BY JAMIE JOSEPH
Nearly 100 Southern California pastors gathered for a luncheon in Orange County on Oct. 20 to discuss the unfair treatment of Christian institutions during the COVID-19 pandemic and to map a unified strategy for the upcoming elections.
The lunch gathering was organized by Marc Ang, president of the Chinese American Citizens Alliance, and held at the Brio Tuscany Grille in Dana Point. The event, which began at noon and lasted nearly three hours, split the attendees into three separate groups to adhere to county health guidelines.
Ang told The Epoch Times that the group held “a robust discussion about getting involved for the election and how to vote for Christian values.”
The group also discussed Supreme Court nominee Amy Coney Barrett and alleged verbal attacks against her faith background. Ang said he was “very shocked” and motivated by attacks on Barrett during her Senate hearing that targeted her faith and Christianity, calling her “an extremist and a lot of fabricated lies.”
Marc Ang, president of the Chinese American Citizens Alliance, attends a luncheon gathering of Southern California pastors at the Brio Tuscany Grille in Dana Point, Calif., on Oct. 20, 2020. (John Fredricks/The Epoch Times)
Prominent pastors from churches throughout the region attended the lunch gathering, but preferred not to be named. They were seated as they arrived, with each group beginning its meeting on the hour.
Ang said the goal of the event was to mobilize churches “to vote and get our congregations politically active.” The meeting also aimed to provide support to church leaders who may be facing lawsuits or other threats from the state.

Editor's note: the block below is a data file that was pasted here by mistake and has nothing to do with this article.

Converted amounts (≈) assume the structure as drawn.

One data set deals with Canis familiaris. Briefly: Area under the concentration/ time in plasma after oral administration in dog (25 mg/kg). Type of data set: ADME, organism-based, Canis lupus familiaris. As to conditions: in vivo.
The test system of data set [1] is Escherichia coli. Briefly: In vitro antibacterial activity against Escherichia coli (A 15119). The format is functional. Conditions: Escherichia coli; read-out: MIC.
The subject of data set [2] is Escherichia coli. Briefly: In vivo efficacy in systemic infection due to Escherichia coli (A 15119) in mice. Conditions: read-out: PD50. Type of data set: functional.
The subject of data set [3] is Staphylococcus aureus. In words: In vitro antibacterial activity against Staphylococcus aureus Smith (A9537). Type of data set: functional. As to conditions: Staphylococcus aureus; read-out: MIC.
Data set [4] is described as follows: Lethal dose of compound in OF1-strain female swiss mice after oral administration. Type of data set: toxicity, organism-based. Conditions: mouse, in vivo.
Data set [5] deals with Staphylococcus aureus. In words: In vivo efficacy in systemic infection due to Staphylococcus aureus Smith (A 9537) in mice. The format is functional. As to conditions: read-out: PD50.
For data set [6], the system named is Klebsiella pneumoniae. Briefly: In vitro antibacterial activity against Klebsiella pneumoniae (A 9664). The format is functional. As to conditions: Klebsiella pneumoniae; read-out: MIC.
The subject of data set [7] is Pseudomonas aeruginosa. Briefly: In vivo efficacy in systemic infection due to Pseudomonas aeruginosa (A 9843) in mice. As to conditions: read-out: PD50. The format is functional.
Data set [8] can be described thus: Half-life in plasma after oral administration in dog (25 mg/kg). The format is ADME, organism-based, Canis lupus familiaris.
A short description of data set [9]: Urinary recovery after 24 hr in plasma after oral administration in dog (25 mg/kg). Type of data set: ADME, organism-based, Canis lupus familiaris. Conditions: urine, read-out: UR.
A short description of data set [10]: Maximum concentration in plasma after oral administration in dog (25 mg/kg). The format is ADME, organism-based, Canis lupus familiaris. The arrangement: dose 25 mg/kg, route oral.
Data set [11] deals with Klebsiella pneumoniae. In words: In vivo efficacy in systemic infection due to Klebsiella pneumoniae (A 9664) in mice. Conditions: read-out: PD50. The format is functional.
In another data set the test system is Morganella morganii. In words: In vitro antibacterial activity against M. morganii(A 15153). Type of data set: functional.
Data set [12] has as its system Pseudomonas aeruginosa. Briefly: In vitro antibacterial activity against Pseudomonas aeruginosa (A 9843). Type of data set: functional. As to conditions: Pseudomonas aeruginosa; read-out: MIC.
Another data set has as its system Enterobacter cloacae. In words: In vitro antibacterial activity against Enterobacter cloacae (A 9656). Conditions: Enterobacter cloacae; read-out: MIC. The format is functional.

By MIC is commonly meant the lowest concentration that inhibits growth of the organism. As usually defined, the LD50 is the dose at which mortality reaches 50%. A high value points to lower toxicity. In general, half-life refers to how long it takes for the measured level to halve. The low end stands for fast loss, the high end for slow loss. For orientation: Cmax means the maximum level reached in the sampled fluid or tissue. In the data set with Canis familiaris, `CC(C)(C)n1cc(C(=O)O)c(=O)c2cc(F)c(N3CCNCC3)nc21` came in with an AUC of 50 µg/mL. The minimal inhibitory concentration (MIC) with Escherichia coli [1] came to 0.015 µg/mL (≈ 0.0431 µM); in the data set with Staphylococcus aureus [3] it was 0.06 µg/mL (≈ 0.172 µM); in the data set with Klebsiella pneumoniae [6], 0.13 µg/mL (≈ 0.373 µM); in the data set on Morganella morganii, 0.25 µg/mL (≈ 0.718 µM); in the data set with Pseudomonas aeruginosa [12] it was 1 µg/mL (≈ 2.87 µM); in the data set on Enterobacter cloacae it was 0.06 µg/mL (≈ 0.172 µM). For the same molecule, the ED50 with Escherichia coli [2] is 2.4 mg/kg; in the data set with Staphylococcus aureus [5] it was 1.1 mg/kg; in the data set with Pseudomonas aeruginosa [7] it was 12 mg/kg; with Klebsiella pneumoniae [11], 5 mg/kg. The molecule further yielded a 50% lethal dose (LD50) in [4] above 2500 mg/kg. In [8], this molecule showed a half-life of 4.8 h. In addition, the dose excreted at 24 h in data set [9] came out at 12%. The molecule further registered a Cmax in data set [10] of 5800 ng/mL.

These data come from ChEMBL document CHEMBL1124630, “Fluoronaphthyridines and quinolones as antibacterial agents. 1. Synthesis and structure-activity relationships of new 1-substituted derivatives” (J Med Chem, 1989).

At the gathering, the pastors “learned strategies to present a unified front, to stand up for our constitutional rights on a federal level because it’s being trampled at the state level,” Ang said.
He said one of the misconceptions in the mainstream dialogue is that white churches are the only churches being targeted by health officials to close their services. As a Chinese American, Ang said he thinks there’s “covert intimidation” happening against minority churches as well.
Ang called for the gathering after a church fair he organized in Walnut on Oct. 17 drew criticism from the Los Angeles County Department of Public Health. He received a letter from the Health Department the day before the fair, notifying him that the event would be a violation of law due to ongoing COVID-19 restrictions against public gatherings.
“Existing community transmission of COVID-19 in Los Angeles County remains widespread and continues to present a substantial and significant risk of harm to residents’ health,” the letter stated.
“There remains a strong likelihood that increased interactions among members of the public will result in a significant and increasing number of cases of community transmission.”
Ang said the church fair was specifically targeted by health officials because conservative gatherings are discriminated against compared to their liberal counterparts. He cited as example the Women’s March, which took place the same day in downtown Los Angeles but did not receive the same threatened shutdown.
Said Ang, “I encourage Orange County churches and beyond to practice their federal constitutional rights and to stay open and to send a message, because if everyone does that, then our abusive state government would not be able to keep pushing the envelope like they have.”